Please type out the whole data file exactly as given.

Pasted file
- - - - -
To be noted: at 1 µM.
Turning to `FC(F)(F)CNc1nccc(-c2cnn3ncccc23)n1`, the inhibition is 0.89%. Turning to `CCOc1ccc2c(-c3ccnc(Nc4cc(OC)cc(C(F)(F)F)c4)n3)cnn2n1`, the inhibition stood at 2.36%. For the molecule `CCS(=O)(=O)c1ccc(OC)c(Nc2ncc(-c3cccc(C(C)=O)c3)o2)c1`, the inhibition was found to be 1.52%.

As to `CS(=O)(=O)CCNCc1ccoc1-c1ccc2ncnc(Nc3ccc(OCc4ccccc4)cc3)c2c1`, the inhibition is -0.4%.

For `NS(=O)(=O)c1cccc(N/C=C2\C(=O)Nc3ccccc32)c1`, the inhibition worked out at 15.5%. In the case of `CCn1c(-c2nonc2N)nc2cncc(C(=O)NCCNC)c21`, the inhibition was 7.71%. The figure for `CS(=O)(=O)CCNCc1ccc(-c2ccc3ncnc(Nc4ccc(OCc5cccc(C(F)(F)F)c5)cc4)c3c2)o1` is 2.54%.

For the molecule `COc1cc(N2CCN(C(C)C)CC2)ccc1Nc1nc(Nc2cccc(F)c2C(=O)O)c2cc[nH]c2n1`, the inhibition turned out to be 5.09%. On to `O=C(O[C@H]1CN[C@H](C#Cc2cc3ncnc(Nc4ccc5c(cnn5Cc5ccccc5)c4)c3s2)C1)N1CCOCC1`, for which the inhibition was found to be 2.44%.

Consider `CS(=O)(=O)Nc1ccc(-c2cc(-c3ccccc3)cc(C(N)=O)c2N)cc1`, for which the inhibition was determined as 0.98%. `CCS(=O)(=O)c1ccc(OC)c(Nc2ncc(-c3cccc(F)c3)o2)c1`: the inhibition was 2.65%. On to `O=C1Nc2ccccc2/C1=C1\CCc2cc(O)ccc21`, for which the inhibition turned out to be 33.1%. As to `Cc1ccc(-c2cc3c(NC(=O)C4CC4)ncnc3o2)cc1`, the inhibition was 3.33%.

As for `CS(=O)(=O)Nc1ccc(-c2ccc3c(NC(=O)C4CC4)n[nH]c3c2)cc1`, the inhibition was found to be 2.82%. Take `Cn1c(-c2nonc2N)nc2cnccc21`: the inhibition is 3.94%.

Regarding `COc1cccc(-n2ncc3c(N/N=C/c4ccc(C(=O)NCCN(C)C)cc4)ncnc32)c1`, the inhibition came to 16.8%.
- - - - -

To be noted: at 1 µM.
Turning to `FC(F)(F)CNc1nccc(-c2cnn3ncccc23)n1`, the inhibition is 0.89%. Turning to `CCOc1ccc2c(-c3ccnc(Nc4cc(OC)cc(C(F)(F)F)c4)n3)cnn2n1`, the inhibition stood at 2.36%. For the molecule `CCS(=O)(=O)c1ccc(OC)c(Nc2ncc(-c3cccc(C(C)=O)c3)o2)c1`, the inhibition was found to be 1.52%.

As to `CS(=O)(=O)CCNCc1ccoc1-c1ccc2ncnc(Nc3ccc(OCc4ccccc4)cc3)c2c1`, the inhibition is -0.4%.

For `NS(=O)(=O)c1cccc(N/C=C2\C(=O)Nc3ccccc32)c1`, the inhibition worked out at 15.5%. In the case of `CCn1c(-c2nonc2N)nc2cncc(C(=O)NCCNC)c21`, the inhibition was 7.71%. The figure for `CS(=O)(=O)CCNCc1ccc(-c2ccc3ncnc(Nc4ccc(OCc5cccc(C(F)(F)F)c5)cc4)c3c2)o1` is 2.54%.

For the molecule `COc1cc(N2CCN(C(C)C)CC2)ccc1Nc1nc(Nc2cccc(F)c2C(=O)O)c2cc[nH]c2n1`, the inhibition turned out to be 5.09%. On to `O=C(O[C@H]1CN[C@H](C#Cc2cc3ncnc(Nc4ccc5c(cnn5Cc5ccccc5)c4)c3s2)C1)N1CCOCC1`, for which the inhibition was found to be 2.44%.

Consider `CS(=O)(=O)Nc1ccc(-c2cc(-c3ccccc3)cc(C(N)=O)c2N)cc1`, for which the inhibition was determined as 0.98%. `CCS(=O)(=O)c1ccc(OC)c(Nc2ncc(-c3cccc(F)c3)o2)c1`: the inhibition was 2.65%. On to `O=C1Nc2ccccc2/C1=C1\CCc2cc(O)ccc21`, for which the inhibition turned out to be 33.1%. As to `Cc1ccc(-c2cc3c(NC(=O)C4CC4)ncnc3o2)cc1`, the inhibition was 3.33%.

As for `CS(=O)(=O)Nc1ccc(-c2ccc3c(NC(=O)C4CC4)n[nH]c3c2)cc1`, the inhibition was found to be 2.82%. Take `Cn1c(-c2nonc2N)nc2cnccc21`: the inhibition is 3.94%.

Regarding `COc1cccc(-n2ncc3c(N/N=C/c4ccc(C(=O)NCCN(C)C)cc4)ncnc32)c1`, the inhibition came to 16.8%.